Commercial Evolution of Med/Surg Sealants and Adhesives

Product Development History

During the 19th century, surgeons began to experiment with materials designed to achieve hemostasis: gelatin, collagen, natural fabrics, and thrombin and fibrin materials. In the early 1980s today’s commercial products began to appear. They were rapidly adopted in Japan where bleeding is an extremely emotive issue, and also in Europe where local regulatory requirements allowed a sequential roll-out of product introductions. In the USA, early FDA concerns associated with disease transmission led to delayed launch of products derived from human sources. These regulatory delays, plus the perceived high cost of products and surgeons’ concerns regarding disease transmission risk, drove surgeons and hospitals to continue to look for alternative hemostats, sealants and glues. As a result, to this day, there is a tendency for hospitals to continue to prepare autologous fibrin (from the patient’s own blood taken before surgery) and to use a number of inferior haemostasis products.

Topical high strength glues were first used by the military, and to achieve immediate repair of sports injuries during professional sports like ice hockey, boxing and American football. These products became the subject of collaborative efforts between innovative suppliers and major suture manufacturing and marketing companies, keen to evolve their product portfolios to include next-generation closure materials.

During the 1990s, many technology-based companies began to target the huge unmet closure and sealant market. An extensive literature appeared, advising practitioners on specific methodology to create the ideal autologous fibrin sealant product and on applying these products to surgical indications. In addition, a number of specialist societies were established to support and advise on the process of preparing and using hospital-derived fibrin sealants.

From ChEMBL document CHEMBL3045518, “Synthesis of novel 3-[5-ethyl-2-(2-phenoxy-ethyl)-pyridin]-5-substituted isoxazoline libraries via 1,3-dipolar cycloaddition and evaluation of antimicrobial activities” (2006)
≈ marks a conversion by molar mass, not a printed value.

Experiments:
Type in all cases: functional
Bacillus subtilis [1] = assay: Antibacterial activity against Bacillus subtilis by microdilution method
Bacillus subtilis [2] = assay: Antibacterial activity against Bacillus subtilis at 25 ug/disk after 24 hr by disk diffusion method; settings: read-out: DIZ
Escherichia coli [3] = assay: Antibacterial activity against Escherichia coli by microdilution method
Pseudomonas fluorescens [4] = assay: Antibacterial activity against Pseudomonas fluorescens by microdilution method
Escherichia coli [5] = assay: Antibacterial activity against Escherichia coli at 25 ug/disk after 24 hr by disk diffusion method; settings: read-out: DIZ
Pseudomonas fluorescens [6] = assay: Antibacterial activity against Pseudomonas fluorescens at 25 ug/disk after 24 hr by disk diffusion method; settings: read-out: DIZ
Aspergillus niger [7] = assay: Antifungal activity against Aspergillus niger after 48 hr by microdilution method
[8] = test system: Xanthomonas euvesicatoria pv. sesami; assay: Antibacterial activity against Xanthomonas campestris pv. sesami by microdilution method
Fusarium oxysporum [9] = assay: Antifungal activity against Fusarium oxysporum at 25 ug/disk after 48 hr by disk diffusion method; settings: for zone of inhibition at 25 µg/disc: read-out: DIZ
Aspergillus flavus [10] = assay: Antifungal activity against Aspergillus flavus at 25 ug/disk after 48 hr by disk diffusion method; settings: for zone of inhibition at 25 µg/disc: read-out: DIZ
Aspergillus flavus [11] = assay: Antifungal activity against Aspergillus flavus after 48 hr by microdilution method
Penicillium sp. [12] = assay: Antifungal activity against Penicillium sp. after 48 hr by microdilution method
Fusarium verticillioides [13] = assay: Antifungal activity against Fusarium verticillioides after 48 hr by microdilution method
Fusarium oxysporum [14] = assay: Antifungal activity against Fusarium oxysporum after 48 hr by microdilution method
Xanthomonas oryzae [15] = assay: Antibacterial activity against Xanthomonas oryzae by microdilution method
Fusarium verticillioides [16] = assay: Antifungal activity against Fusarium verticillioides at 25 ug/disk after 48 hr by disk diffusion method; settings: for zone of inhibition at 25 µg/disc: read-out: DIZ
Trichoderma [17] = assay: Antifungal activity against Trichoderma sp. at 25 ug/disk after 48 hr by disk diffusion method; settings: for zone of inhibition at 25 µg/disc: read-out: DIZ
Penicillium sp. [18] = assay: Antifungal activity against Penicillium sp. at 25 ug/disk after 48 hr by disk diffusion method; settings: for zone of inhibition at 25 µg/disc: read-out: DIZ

There were also a growing number of companies developing medical devices and equipment specifically designed to allow the preparation of autologous fibrin sealant for surgical applications. All this effort led to a number of products being approved for use in the major surgical indications (see Exhibit). In 2006, sealant products were used in over three million surgical procedures. This represents up to 5 million units of commercially available fibrin sealant products, and approximately four million units of autologous fibrin prepared by hospitals. The autologous fibrin material, prepared using commercial medical devices, was used in approximately 70,000 surgical operations worldwide and represents a new market which has developed over the last five years. Similarly, the use of high strength glues for wound closure evolved since 1992 in Europe and since 1998 in the USA and Japan. High strength adhesives were used on approximately six million cuts, grazes and minor incisions in 2006. This usage is growing rapidly driven by greater awareness and cost effectiveness.